Governor Wolf Applauds Passage of Clean Slate Legislation

first_img Criminal Justice Reform,  Press Release Harrisburg, PA – Today, Governor Tom Wolf issued the following statement on the passage of House Bill 1419, the “Clean Slate” bill: “The Clean Slate bill helps us accomplish something I have worked hard to do since I took office, make our criminal justice system fairer, more equitable, and more focused on rehabilitation,” Governor Wolf said. “Passage of the Clean Slate law allows for many people to move on with their lives with greater chances for success. This means better career, housing and education options. “I thank the General Assembly for its bi-partisan efforts to pass this important piece of legislation that will help Pennsylvanians. It’s another step in the right direction to reform the state’s criminal justice system and allow people the opportunity to succeed. I look forward to signing this bill into law.” HB1419 provides those with low-level, non-violent criminal records a mechanism to have their record sealed from public view.Nearly 3 million Pennsylvanians of working age are estimated to have criminal records with many that are only minor. The legislation proposes the following structure for sealing records: Nonviolent Misdemeanor Convictions – Sealing would occur after an individual has remained crime-free for 10 years.Non-Conviction Records – Sealing would be done as a matter of course, given that the presumption of innocence is one of the bedrocks of the American criminal justice system. SHARE Email Facebook Twitter June 22, 2018center_img Governor Wolf Applauds Passage of Clean Slate Legislationlast_img read more

Agree terms or CA won’t pay you – Sutherland

first_imgAUSTRALIA’s players have been threatened with unemployment by the Cricket Australia chief executive James Sutherland, in what amounts to a declaration of war on the Australian Cricketers Association.In a letter forwarded to all male and female contracted players on Friday and seen by ESPNcricinfo, Sutherland stated that the board and state associations plan to present contract offers to CA and state players before the expiry of the current MoU on June 30.Terms of the contracts are to be in line with the current pay proposal, which was rejected by the ACA two weeks ago.Should no MoU agreement be reached by the deadline, Sutherland wrote, the board will not be offering payment to players under any alternative model, whether it be a rollover of the current MoU or the use of tournament-by-tournament contracts.Delivered to the ACA chief executive Alistair Nicholson on the same day its president Greg Dyer requested independent mediation to end the present stand-off, Sutherland’s message constitutes a major escalation of the conflict between the board and the players, heightening the likelihood of industrial action.Australia are scheduled to tour Bangladesh and India, prior to next summer’s Ashes series, after the MoU expires.“In the absence of the ACA negotiating a new MoU, players with contracts expiring in 2016-17 will not have contracts for 2017-18,” Sutherland wrote. “Players with existing multi-year State or BBL contracts that expire after 2017 will be required to play in 2017-18 and will be paid the retainer specified in their contract, regardless of whether a new MOU is in place; and in the absence of a new MoU, the Australian Women’s World Cup Squad will be paid in advance of the June/July World Cup and will be employed until the end of the event.“To be very clear, in the absence of a new MoU, CA is not contemplating alternative contracting arrangements to pay players beyond 30 June if their contracts have expired.”Also attached to the letter is a list of CA rebuttals of the ACA’s alternative pay proposal, which featured a “win/win” split of the game’s revenue with 22.5% to go to the players, 22.5% to go to the game’s lower levels, and the remaining 55% left to CA to run the game. Sutherland wrote the ACA response “seeks to inappropriately expand its role as a players’ representative body into that of a de-facto administrator”.In maintaining CA’s view that the current MoU model is outdated and limiting the board’s ability to adequately fund the development of the game around Australia, Sutherland also claimed that some players have expressed unease about the ACA’s unwillingness to look more closely at the new pay offer. On Thursday, fast bowler Mitchell Starc stated that none of the nation’s top players would contemplate a contract offer until an MoU deal is reached.“In its defence of the status quo, the ACA’s narrative about the history and supposed sanctity of the existing pay model has unfairly placed current players in a difficult position,” Sutherland wrote. “I understand that some have been made to feel that accepting the relatively minor but necessary changes to the existing pay model, while being paid more, would somehow be ‘letting the side down’.“This is nonsense. Nothing decided by today’s players binds future generations, just as nothing decided by past players should govern current players’ decisions concerning their own careers and welfare. Future players will have their own opportunities to negotiate an MoU that suits them and the circumstances of the game at the time.”Relations between the board and the ACA have been deteriorating for some years, dating back to the 2014 departure of the former chief executive Paul Marsh to take up the equivalent role with the AFL players association. The AFL is set to announce its own pay deal, placing pressure on cricket to reach a similar point of agreement.“For at least five months, Cricket Australia has been unambiguously clear that the twenty-year old pay model needs to be adapted in the next MoU to reflect the changing landscape of the game,” Sutherland wrote. “In particular, CA has identified the need to significantly boost funding for grassroots cricket.“CA firmly believes that the proposal is a fair deal for all players. It is therefore surprising and regrettable that the ACA is yet to engage in negotiations on any element of it. Instead, the ACA spent weeks developing a response which merely seeks to defend and entrench the status quo.“It is clear to me that the only way forward is for the ACA to engage in focused and constructive negotiations based on the proposal put forward by CA in March. With 30 June now only weeks away, the ACA is fast running out of time to engage with CA’s proposal and optimise the outcomes for players.”last_img read more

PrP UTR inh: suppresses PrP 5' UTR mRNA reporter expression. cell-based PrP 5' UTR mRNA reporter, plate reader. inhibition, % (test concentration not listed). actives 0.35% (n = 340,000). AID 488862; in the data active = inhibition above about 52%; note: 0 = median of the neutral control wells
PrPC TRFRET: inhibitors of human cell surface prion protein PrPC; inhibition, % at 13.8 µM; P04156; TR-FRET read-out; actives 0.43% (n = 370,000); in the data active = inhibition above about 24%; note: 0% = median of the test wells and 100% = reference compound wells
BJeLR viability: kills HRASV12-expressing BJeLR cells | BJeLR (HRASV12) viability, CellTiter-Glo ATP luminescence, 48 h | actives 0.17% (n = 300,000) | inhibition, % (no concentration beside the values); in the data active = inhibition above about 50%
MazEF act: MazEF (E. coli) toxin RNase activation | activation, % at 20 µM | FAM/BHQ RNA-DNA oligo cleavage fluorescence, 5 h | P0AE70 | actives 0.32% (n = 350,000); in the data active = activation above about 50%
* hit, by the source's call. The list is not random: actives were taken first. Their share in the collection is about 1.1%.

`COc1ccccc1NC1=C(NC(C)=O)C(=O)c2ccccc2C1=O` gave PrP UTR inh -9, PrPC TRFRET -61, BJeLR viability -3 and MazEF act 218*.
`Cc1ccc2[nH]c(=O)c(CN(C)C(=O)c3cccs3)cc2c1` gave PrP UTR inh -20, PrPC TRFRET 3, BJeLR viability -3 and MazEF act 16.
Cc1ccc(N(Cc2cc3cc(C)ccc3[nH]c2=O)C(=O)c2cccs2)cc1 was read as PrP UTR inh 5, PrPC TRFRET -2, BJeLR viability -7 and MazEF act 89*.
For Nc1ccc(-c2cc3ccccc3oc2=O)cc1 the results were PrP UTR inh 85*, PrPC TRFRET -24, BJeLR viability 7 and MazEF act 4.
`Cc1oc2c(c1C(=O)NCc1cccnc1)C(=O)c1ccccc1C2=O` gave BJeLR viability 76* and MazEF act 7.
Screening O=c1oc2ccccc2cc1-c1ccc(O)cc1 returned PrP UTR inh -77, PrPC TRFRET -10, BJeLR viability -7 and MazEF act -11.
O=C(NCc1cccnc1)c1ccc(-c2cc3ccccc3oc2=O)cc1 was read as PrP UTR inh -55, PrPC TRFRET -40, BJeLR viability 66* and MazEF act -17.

MSOC : SU struggles to adjust to slick field conditions in loss to Bearcats